Monday, September 12, 2022

Who elected him?

A man was, briefly, arrested in Oxford yesterday for heckling during the proclamation of the King.  In response to the proclamation, he shouted a question: who elected him?  For this he was briefly detained and driven home.  I don't intend to comment on the rights and wrongs of this situation.  Not least, I am aware that the only account I've read is that of the republican in question, and it's quite likely there is another side to the story.  If you want to read a defence of his protest, from the point of view of freedom of speech absolutism, Steve has an article for you.  I don't entirely agree, but it might be a good place to start from.

I was thinking that I would instead write a little piece about how this protest in many ways captures the spirit of the age.  This is, after all, a deeply democratic age, in the sense that we want to believe that all power and authority starts with us, the demos, and is then passed on to whomever we choose.  That is why you get people saying 'not my king!' - they mean, I think, I didn't choose him, and I can't imagine any other grounds of legitimate authority.  This attitude does, of course, get us into trouble even with the democratic elements of our politics.  Some want to disown political leaders they disagree with (not my PM!) in the same way that others would disown the Monarch.  This is just the individualistic version of the democratic impulse - nobody can have power or authority over me unless I chose them.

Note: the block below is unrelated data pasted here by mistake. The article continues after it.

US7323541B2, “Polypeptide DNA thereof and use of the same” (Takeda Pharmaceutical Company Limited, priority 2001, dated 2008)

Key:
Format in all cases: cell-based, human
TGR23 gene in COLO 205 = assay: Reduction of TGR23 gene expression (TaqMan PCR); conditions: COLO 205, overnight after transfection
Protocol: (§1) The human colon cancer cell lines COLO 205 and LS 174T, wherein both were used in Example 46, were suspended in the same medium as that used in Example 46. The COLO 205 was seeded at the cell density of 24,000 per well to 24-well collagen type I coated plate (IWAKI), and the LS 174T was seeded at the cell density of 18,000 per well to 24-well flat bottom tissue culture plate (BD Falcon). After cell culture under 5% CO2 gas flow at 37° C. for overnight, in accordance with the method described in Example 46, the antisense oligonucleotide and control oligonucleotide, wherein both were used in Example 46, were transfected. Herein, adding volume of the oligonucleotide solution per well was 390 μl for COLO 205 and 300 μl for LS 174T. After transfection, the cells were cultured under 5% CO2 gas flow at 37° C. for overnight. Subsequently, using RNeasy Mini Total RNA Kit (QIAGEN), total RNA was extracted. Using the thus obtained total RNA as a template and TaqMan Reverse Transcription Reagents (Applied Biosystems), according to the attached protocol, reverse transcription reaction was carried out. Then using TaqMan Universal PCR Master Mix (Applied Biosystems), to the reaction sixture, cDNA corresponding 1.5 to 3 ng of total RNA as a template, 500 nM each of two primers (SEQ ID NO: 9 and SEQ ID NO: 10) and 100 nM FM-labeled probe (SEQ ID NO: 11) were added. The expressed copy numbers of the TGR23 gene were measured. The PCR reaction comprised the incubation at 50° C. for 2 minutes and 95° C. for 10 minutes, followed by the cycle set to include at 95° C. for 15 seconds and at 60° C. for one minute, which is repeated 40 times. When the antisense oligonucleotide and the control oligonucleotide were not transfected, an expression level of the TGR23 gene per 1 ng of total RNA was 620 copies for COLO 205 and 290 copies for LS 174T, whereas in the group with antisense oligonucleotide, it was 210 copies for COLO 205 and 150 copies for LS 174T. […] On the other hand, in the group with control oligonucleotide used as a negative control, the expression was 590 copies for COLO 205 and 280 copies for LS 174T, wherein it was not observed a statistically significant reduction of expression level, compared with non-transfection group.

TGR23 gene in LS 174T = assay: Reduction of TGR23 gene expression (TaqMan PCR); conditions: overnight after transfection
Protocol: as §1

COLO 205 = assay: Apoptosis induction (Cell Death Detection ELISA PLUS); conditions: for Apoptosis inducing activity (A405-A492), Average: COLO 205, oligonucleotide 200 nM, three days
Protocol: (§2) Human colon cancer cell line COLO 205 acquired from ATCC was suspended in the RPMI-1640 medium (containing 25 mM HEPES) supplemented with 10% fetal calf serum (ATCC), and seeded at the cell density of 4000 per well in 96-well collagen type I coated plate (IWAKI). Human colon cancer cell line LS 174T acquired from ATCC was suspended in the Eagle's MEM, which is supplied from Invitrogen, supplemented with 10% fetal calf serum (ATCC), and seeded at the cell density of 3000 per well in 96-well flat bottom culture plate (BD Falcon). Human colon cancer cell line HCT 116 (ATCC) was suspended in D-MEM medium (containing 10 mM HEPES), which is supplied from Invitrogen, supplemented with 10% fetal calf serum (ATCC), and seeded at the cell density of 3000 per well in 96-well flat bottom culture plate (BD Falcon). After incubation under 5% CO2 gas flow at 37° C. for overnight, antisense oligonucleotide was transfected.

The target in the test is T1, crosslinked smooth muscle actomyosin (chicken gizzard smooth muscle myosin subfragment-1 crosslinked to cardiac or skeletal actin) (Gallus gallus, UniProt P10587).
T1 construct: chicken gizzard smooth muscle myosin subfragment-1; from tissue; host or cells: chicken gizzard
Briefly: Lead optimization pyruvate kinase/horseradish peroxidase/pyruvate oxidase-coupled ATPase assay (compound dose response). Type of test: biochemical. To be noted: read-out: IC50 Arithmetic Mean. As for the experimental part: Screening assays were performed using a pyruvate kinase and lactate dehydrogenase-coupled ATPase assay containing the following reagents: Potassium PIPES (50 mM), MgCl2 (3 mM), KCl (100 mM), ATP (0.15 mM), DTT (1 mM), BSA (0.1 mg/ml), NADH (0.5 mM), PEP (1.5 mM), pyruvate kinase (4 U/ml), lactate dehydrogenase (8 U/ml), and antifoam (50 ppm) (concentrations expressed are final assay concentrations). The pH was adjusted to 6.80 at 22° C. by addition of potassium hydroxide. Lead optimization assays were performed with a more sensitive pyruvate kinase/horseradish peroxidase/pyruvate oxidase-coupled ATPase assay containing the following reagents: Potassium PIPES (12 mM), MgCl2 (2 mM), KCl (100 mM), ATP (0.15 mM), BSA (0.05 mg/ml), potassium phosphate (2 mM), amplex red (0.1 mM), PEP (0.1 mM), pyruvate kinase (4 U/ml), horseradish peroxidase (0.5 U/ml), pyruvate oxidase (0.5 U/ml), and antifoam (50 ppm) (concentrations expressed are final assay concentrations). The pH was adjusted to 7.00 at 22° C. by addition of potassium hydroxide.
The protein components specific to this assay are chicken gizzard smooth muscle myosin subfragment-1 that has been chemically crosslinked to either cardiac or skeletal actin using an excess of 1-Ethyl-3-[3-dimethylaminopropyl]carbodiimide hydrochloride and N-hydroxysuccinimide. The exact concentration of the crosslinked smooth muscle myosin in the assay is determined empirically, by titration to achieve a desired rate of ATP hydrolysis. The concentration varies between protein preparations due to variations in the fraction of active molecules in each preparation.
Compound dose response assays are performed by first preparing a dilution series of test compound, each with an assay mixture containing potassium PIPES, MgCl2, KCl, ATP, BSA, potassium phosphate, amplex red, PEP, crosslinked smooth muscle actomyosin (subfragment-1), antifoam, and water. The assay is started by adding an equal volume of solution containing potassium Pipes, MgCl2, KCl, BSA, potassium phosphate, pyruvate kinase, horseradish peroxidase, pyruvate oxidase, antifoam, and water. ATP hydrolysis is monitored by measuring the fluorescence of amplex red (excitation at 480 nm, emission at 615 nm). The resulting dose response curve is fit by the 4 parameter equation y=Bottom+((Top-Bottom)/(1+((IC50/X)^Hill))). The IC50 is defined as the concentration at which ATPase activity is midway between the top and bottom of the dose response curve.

There certainly is an extent to which this is the spirit of the age, but as I've thought about it I've been struck that this is really just the spirit of humanity.  The obvious verbal parallels in the story of Moses jump out at me - who made you a ruler and judge over us?  The deacon Stephen makes it very clear that this attitude was a rejection of the one whom God had chosen, and sees it as the archetypal reaction of Israel to God's authority.  Psalm 2 shows us that it's not just Israel, but all of humanity.  We will be in charge of our own destiny.  I will be my own ruler and judge.  Isn't this just the spirit of sinful rebellion?

I am not suggesting that there is a one to one relationship between political republicanism in the UK and spiritual rebellion in the human race!  There are all sorts of reasons (none of them good, in my view, but that's by the by) why one might be a republican.  After all, the answer which the proclamation gives to the protester's question - God, by whom kings and queens reign - is in the case of earthly leaders open to question.  But I do think there is something in the attitude that we ought to be wary of.

In the end, a King has been elected - by Almighty God.  The rule of King Jesus does not depend on our choice, or even our assent.  God laughs at our attempts to be 'spiritual republicans'.  Every knee will bow.

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